Reflections and Blog

Fools Hate Work

Looking back over Ecclesiastes 10:1-20, the passage of the Sunday sermon, you may notice that there is a common theme in all the self-destructive characteristics of foolishness. What do promoting the unqualified, failing to prepare, being full of useless words, and going after pleasure all have in common? A fundamental contempt for and avoidance of hard work. Fools don’t want to spend the time and effort necessary to make sure that only qualified persons receive important positions, that tasks receive proper preparation, that mere talk does not dominate, and that pleasures are enjoyed at the proper time. Instead, because of their exalted view of themselves, fools expect that they should receive everything they want without pain or labor. When this inevitably does not happen, the proud fool does not consider his ways and change but instead blames others and God (Prov 19:3).

Really, a fool’s hatred of work is not just rebellion against the reality of our broken world but also against God’s good design from the beginning. Poignantly, God commissioned man to work before the fall and even designed that the fruit of good labor would not come immediately but only after time and effort. Admittedly, we do not have many details about the pre-fall world, but man’s commissions to “fill the earth, subdue it, and rule” and even to “cultivate” and “keep” the garden of Eden do not appear to be one-and-done tasks (Gen 1:28; 2:15). As any gardener knows, even without weeds and pests getting in the way, the growing of plants takes ongoing, faithful work in order to see a good result. God always designed mankind to enjoy good both in the process of work and in the patiently obtained result of work. Even though the fall brought pain and futility into work, the basic good principles underlying work still remain true for our world (Eccl 5:18-20).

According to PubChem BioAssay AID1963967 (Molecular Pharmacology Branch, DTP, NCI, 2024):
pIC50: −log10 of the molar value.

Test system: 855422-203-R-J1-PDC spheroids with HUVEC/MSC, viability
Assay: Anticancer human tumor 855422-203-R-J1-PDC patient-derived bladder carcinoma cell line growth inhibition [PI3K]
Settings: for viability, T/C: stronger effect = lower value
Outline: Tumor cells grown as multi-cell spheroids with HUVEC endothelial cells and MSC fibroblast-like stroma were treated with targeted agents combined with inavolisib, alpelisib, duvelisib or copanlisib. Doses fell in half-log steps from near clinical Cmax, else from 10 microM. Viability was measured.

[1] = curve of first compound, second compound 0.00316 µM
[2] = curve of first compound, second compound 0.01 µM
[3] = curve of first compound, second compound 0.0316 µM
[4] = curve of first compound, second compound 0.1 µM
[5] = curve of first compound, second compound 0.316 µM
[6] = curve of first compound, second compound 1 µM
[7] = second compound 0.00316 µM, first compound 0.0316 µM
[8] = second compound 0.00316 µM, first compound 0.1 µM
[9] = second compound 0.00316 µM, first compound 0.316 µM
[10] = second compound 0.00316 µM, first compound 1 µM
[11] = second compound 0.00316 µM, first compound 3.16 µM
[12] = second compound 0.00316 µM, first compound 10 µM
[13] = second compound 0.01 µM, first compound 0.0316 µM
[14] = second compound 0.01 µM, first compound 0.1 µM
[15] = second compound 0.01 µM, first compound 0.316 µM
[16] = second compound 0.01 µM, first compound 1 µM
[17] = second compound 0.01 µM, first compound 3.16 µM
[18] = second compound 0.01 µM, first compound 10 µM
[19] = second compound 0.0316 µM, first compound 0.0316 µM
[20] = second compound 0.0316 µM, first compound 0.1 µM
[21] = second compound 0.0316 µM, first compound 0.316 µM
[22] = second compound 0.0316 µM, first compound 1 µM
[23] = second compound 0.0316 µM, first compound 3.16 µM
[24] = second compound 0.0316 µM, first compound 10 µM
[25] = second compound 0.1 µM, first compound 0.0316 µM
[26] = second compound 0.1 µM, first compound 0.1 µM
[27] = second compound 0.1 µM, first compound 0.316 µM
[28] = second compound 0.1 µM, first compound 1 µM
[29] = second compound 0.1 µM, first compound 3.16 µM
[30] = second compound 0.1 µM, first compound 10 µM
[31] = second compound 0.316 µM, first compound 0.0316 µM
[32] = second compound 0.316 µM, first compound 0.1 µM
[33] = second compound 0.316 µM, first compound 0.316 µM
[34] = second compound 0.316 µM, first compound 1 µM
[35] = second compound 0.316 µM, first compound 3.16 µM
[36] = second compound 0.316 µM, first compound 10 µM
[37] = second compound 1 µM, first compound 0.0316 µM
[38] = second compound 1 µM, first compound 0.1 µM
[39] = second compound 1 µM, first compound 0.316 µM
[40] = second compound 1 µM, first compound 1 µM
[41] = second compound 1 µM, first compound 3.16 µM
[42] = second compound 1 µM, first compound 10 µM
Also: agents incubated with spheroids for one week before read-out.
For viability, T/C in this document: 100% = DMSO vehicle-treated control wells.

Therefore, we should not be surprised that the Bible, and especially Proverbs, so insistently teaches us about the wisdom of hard work and the folly of laziness (e.g. Prov 10:4; 12:24, 27; 13:4; 21:5; 2 Thess 3:6-13). By resisting both reality and God’s design, a lazy fool only afflicts himself and others, while the wise and diligent one, who recognizes reality and embraces God’s design, blesses himself and others. If you’re looking for a fundamentally wise person, maybe as a companion, ministry partner, or business leader, look for someone who works hard, for that person is more likely to have many other sectors of his life in order. I have always found it profound that, of the many commending descriptions of the Proverbs 31 wife—she who appears almost as Lady Wisdom incarnate—the most repeated is that she is a hard worker. By contrast…

Ecclesiastes 10:15 (NASB95), The toil of a fool so wearies him that he does not even know how to go to a city.

Questions to Consider:
1. Consider the popular cultural and political movements of our day: do these encourage or discourage hard work?
2. How is procrastination a form of self-destructive foolishness? What is the biblical solution to procrastination?
3. Where in your life do you avoid hard work and difficulty? How does your thinking need to change?